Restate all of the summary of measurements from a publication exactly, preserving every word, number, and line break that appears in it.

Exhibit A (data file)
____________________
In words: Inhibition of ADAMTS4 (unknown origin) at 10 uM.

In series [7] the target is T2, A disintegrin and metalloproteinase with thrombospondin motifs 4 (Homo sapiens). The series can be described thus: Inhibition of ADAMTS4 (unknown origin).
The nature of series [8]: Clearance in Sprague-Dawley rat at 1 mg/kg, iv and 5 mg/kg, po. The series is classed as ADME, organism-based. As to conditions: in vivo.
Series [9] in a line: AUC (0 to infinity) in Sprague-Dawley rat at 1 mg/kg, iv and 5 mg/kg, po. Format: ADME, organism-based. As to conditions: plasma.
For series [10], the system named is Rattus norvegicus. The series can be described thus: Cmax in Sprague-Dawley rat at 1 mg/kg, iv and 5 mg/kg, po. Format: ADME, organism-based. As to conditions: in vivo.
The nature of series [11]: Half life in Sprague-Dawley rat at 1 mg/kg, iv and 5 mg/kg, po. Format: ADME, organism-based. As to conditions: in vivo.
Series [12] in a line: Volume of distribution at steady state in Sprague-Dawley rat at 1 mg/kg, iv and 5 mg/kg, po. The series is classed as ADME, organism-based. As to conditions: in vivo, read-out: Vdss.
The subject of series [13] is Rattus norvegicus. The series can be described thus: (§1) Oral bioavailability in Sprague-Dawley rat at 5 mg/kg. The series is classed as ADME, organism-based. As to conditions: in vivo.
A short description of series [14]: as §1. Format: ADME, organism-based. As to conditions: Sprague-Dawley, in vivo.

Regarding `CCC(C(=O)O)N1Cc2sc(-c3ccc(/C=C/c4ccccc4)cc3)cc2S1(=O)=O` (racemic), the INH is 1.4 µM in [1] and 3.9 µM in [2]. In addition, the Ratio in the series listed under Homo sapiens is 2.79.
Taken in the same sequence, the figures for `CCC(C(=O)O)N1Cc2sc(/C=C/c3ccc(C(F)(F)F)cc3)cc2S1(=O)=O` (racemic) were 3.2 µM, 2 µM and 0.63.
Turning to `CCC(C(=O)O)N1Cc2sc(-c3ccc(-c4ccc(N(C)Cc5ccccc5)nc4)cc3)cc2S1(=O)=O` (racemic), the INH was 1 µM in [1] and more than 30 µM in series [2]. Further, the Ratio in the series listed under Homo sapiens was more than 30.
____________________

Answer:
In words: Inhibition of ADAMTS4 (unknown origin) at 10 uM.

In series [7] the target is T2, A disintegrin and metalloproteinase with thrombospondin motifs 4 (Homo sapiens). The series can be described thus: Inhibition of ADAMTS4 (unknown origin).
The nature of series [8]: Clearance in Sprague-Dawley rat at 1 mg/kg, iv and 5 mg/kg, po. The series is classed as ADME, organism-based. As to conditions: in vivo.
Series [9] in a line: AUC (0 to infinity) in Sprague-Dawley rat at 1 mg/kg, iv and 5 mg/kg, po. Format: ADME, organism-based. As to conditions: plasma.
For series [10], the system named is Rattus norvegicus. The series can be described thus: Cmax in Sprague-Dawley rat at 1 mg/kg, iv and 5 mg/kg, po. Format: ADME, organism-based. As to conditions: in vivo.
The nature of series [11]: Half life in Sprague-Dawley rat at 1 mg/kg, iv and 5 mg/kg, po. Format: ADME, organism-based. As to conditions: in vivo.
Series [12] in a line: Volume of distribution at steady state in Sprague-Dawley rat at 1 mg/kg, iv and 5 mg/kg, po. The series is classed as ADME, organism-based. As to conditions: in vivo, read-out: Vdss.
The subject of series [13] is Rattus norvegicus. The series can be described thus: (§1) Oral bioavailability in Sprague-Dawley rat at 5 mg/kg. The series is classed as ADME, organism-based. As to conditions: in vivo.
A short description of series [14]: as §1. Format: ADME, organism-based. As to conditions: Sprague-Dawley, in vivo.

Regarding `CCC(C(=O)O)N1Cc2sc(-c3ccc(/C=C/c4ccccc4)cc3)cc2S1(=O)=O` (racemic), the INH is 1.4 µM in [1] and 3.9 µM in [2]. In addition, the Ratio in the series listed under Homo sapiens is 2.79.
Taken in the same sequence, the figures for `CCC(C(=O)O)N1Cc2sc(/C=C/c3ccc(C(F)(F)F)cc3)cc2S1(=O)=O` (racemic) were 3.2 µM, 2 µM and 0.63.
Turning to `CCC(C(=O)O)N1Cc2sc(-c3ccc(-c4ccc(N(C)Cc5ccccc5)nc4)cc3)cc2S1(=O)=O` (racemic), the INH was 1 µM in [1] and more than 30 µM in series [2]. Further, the Ratio in the series listed under Homo sapiens was more than 30.